The program's long-term aim would be to reduce the incarceration rate for American Indians, who are overrepresented in North Dakota's prisons. Native people made up 5.5 percent of the state's population last year but accounted for 20 percent of the 1,796 inmates in the prison system in June, according to state prison data and U.S. Census estimates.
While the cost of the program is unknown, it's expected to face a tough road in a tightfisted legislative session dealing with major revenue shortfalls.
Mary Seaworth, a current Fort Berthold judge, said she's in favor of the bill or any plan that would promote cooperation between state and tribal courts. She believes both systems have a responsibility to all youth whether they live on a reservation or not.
"There should be less boundaries when it comes to kids and resources," she said.
'Sick of it'
Brandi Azure's uncle survived the stabbing. Her dad was convicted of aggravated assault, and he served 16 months behind bars. When he got out, his felony record made it hard to find work and a place to live. Her mother, who dealt with drug problems as well as alcoholism, wasn't in the picture.
Brandi's family ended up homeless and moved in with relatives. Sometimes close to a dozen people were crammed into a two-bedroom apartment.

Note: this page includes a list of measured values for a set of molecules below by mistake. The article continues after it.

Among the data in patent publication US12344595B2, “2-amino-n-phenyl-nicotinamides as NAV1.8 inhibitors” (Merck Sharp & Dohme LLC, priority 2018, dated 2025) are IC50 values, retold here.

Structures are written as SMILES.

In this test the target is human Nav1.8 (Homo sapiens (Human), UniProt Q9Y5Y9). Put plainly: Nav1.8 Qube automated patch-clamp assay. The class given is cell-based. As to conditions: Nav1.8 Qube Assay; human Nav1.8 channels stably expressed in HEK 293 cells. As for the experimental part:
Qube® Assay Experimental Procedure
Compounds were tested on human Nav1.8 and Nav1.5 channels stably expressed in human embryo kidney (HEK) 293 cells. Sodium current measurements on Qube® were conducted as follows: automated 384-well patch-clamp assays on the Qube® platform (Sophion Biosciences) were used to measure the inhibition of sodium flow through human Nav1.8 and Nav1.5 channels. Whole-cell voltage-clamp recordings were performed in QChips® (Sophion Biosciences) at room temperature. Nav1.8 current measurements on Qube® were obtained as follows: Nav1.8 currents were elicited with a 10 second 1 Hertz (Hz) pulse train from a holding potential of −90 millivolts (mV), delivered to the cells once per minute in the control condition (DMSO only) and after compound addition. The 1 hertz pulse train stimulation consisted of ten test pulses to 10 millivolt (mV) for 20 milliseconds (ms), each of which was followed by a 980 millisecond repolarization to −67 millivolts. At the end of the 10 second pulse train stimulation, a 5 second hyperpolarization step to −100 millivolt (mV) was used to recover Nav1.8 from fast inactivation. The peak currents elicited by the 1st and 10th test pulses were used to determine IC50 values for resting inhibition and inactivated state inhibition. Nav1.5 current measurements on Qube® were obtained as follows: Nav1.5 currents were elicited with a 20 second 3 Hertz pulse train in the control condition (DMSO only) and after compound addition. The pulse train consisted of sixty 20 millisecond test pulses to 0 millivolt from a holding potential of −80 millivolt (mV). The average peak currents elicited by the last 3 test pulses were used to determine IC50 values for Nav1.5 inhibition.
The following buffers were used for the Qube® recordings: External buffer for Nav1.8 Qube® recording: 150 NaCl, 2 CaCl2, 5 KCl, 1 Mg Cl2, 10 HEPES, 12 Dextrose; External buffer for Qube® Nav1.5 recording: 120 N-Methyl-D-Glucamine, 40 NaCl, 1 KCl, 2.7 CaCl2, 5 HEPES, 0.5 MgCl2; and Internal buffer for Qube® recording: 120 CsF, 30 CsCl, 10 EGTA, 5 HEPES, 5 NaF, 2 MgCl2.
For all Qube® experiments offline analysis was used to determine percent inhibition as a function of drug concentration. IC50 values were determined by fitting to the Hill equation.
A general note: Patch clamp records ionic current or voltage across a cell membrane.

"A lot of time there wasn't enough to eat, you know, sleeping on the floor and stuff," she said. "I just got sick of it, seeing my family drink all the time."
Hoping for a better life, Brandi decided at the age of 14 that she wanted to enter the foster care system. She appeared in front of a state judicial referee, who, in North Dakota, fills the role of a judge in cases of foster care placement, juvenile delinquency and child protection.
She explained to the referee her family's unstable life, their homelessness, her dad's drinking. And with that, the referee put her in foster care.
"It was just in, out, done," she said, describing the referee's attitude as nonchalant. "He just wanted the case over with. That's how it felt."
Of the two male judicial referees in Fargo at the time, one has died and the other declined to comment for this story.
Brandi said none of the officials assigned to her case ever asked whether she needed help with the trauma in her past. She wishes they had because the experiences of her uncle's stabbing and her dad's imprisonment were still festering.
"I was holding it in for so many years," she said. "I grew up in a family where we didn't cry, we didn't show emotion."